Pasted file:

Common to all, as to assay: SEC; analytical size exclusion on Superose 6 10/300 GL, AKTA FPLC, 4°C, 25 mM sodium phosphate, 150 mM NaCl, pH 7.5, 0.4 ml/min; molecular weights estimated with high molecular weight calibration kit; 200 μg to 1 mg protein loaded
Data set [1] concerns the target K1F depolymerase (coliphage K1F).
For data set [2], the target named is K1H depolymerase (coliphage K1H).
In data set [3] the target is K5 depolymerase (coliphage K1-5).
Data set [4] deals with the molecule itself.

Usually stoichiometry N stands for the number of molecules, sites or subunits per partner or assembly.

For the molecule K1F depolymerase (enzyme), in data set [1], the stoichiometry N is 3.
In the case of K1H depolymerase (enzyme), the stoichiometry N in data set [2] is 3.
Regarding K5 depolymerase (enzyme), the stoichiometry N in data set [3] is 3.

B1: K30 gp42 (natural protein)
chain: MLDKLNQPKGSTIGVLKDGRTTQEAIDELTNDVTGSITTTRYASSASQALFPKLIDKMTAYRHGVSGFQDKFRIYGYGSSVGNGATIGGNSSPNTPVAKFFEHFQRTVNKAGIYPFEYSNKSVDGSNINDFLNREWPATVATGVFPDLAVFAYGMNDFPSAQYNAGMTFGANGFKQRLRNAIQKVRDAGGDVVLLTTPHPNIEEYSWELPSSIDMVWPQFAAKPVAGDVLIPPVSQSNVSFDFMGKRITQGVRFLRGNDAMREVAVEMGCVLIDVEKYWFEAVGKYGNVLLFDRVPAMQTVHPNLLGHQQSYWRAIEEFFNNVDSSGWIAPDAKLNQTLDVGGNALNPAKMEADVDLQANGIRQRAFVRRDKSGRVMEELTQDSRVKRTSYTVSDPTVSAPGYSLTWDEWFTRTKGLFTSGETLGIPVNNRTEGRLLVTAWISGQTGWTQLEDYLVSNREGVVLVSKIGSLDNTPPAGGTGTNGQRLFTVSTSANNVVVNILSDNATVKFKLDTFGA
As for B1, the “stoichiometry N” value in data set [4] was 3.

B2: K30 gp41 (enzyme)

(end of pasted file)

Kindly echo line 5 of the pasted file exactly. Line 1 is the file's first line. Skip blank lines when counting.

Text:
Data set [4] deals with the molecule itself.